2.5 mU/L – URL

Thyroid hormone replacement is usually not indicated, although it may be considered in women with positive TPO antibodies

< 2.5 mU/L

Thyroid hormone replacement is not indicated, irrespective of TPO antibodies

URL: Pregnancy-specific upper reference limit, as defined above.

Established hypothyroidism in pregnancy

For women with established hypothyroidism on thyroid hormone replacement, requirements can increase during pregnancy. The target TSH in most cases is around 2 mU/L.

Decreased TSH in pregnancy

Hyperthyroidism in pregnancy is associated with adverse obstetric and neonatal outcomes. Women with TSH below the trimester-specific lower reference limit should have repeat TSH measurement with FT4 and FT3, to distinguish overt hyperthyroidism (in which FT4 and/or FT3 are increased, and TSH is usually below the reporting limit) from subclinical hyperthyroidism (in which FT4 and FT3 are within their respective reference intervals). Measurement of thyroid stimulating immunoglobulin (TSI; also called TRAB) is important to distinguish Graves’ disease from other causes. All pregnant women with overt hyperthyroidism should be reviewed by an endocrinologist, obstetric physician or related specialist.

If further information on thyroid function tests in pregnancy is required, doctors are welcome to contact the Chemical Pathologist at Western Diagnostic Pathology on 08 9317 0999.

References and further reading

Hamblin PS, Sheehan PM, Allan C et al. Subclinical hypothyroidism during pregnancy: the Melbourne public hospitals consensus. Internal Medicine Journal 2019; 49: 994-1000. Available from (abstract only):

Alexander EK, Pearce EN, Brent GA et al. 2017 Guidelines of the American Thyroid Asssociation for the diagnosis and management of thyroid disease during pregnancy and the postpartum. Thyroid 2017; 27: 315-389. Available from:

Smith A, Eccles-Smith J, D’Emden M, Lust K. Thyroid disorders in pregnancy and postpartum. Australian Prescribe 2017; 40: 214-219. Available from:

Medici M, Korevaar TI, Visser WE et al. Thyroid function in pregnancy: what is normal? Clinical Chemistry 2015; 61: 704-713. Available from:

HbA1c – Diagnostic threshold and treatment targets

HbA1c (or glycated haemoglobin) refers to a fraction of haemoglobin that has been modified by the presence of glucose over the lifespan of the red blood cell (around 120 days). Higher average blood glucose concentrations are reflected by higher HbA1c.

HbA1c for the diagnosis of diabetes mellitus

An HbA1c ≥ 6.5% or 48 mmol/mol is consistent with a diagnosis of diabetes mellitus.

Medicare will provide a patient rebate for one diagnostic HbA1c per annum.

In patients without typical symptoms of diabetes mellitus, two positive tests are required to confirm the diagnosis (i.e. in addition to an initial HbA1c result ≥ 6.5%, a repeat HbA1c ≥ 6.5%, a fasting blood glucose > 7.0 mmol/L, or a blood glucose > 11.0 mmol/L two hours after a 75 g glucose load). 

HbA1c is not a suitable stand-alone diagnostic test for gestational diabetes or type 1 diabetes mellitus.

HbA1c for monitoring diabetes mellitus

In patients with established diabetes mellitus, treatment targets should be individualised based on a range of factors. A “general” target for most patients is ≤ 7.0% or 53 mmol/mol.  Patient groups in whom less stringent targets may be considered include those at higher risk of hypoglycaemia, older patients or those with comorbidities, and the very young. More stringent targets may be used in patients with type 2 diabetes mellitus of shorter duration. Further information is available in this Position statement of the Australian Diabetes Society.

In women with pre-existing diabetes mellitus planning pregnancy, an HbA1c target of < 6.5% is advocated to reduce the risk of fetal malformations, provided that the risk of hypoglycaemia in the individual patient is deemed to be sufficiently low when aiming for this target. Further information is available in this Position Statement of the Australian Diabetes in Pregnancy Society.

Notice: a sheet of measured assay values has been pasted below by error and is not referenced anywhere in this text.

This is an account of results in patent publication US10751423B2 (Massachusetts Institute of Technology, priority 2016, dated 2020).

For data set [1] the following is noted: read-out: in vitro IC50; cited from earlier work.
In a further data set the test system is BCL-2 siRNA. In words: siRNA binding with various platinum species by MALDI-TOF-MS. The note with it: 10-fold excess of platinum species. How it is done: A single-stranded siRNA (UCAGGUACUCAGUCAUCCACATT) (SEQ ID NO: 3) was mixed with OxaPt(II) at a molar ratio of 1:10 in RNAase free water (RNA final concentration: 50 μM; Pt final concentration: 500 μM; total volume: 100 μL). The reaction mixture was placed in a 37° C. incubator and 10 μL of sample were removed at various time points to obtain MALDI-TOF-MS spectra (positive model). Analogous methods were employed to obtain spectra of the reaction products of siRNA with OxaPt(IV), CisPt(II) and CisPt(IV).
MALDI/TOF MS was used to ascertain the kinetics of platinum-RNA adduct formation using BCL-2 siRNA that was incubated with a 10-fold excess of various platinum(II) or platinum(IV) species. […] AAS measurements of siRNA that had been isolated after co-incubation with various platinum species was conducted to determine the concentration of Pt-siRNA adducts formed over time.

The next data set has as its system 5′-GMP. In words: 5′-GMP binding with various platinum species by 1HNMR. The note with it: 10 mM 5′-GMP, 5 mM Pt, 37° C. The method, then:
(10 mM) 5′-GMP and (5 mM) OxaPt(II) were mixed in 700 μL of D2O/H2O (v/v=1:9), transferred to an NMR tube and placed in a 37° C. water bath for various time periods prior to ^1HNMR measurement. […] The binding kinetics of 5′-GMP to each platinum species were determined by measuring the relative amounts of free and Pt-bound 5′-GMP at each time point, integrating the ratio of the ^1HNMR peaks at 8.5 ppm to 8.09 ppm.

Medicare will provide a patient rebate for HbA1C when used in monitoring known diabetes four times per annum. Stating whether the patient has diabetes on the request form will help the patient to avoid receiving a bill.

“At target” does not always mean good glycaemic control

As with any laboratory test, meaningful interpretation can only be made in the overall clinical context. For example, whilst an “at target” HbA1c (e.g. 6.0%) in a patient with diabetes mellitus could indicate excellent glycaemic control, poorly controlled diabetes with frequent, alternating hypoglycaemia and hyperglycaemia over a period of weeks or months could also cause this result.

Causes of clinically misleading HbA1c results

While the most important contributor to HbA1c is blood glucose, several factors can cause increases or decreases in HbA1c which may be clinically misleading:

Misleading high HbA1c
Misleading low HbA1c

Iron deficiency anaemia

Haemolytic anaemia


Recent acute blood loss

Recent steroid therapy, surgery or illness

Recent red blood cell transfusion

Certain haemoglobin variants

Iron, B12 and erythropoietin administration


Alcohol excess


Chronic kidney disease


Certain haemoglobin variants

Measurement issues and identification of haemoglobin variants

The method of measurement for HbA1c at Western Diagnostic Pathology is high-performance liquid chromatography. This method enables us to identify possible haemoglobin variants which may (1) cause misleading HbA1c results; (2) have possible inherent clinical significance; or (3) be of no significance at all. Sometimes we will provide a comment advising that a variant has been detected; haemoglobin electrophoresis may be recommended. If we are concerned about possible analytical interference, we may need to perform additional testing, which may cause a delay in reporting of the result.


Dr Johan Conradie FRCPA (HOD)

Dr Melissa Gillett FRACP FRCPA

Dr Michael Page FRCPA

Dr Ranita Siru FRACP (Registrar)

Department of Clinical Biochemistry

Western Diagnostic Pathology

(08) 9317 0999

References and further reading

D’Emden MC, Shaw JE, Colman PG et al. The role of HbA1c in the diagnosis of diabetes mellitus in Australia. Med J Aust 2012; 197: 220-221. Available from:

Wah Cheung N, Conn JJ, d’Emden MC et al. Position statement of the Australian Diabetes Society: individualisation of glycated haemoglobin targets for adults with diabetes mellitus. Med J Aust 2009; 191: 339-344. Available from: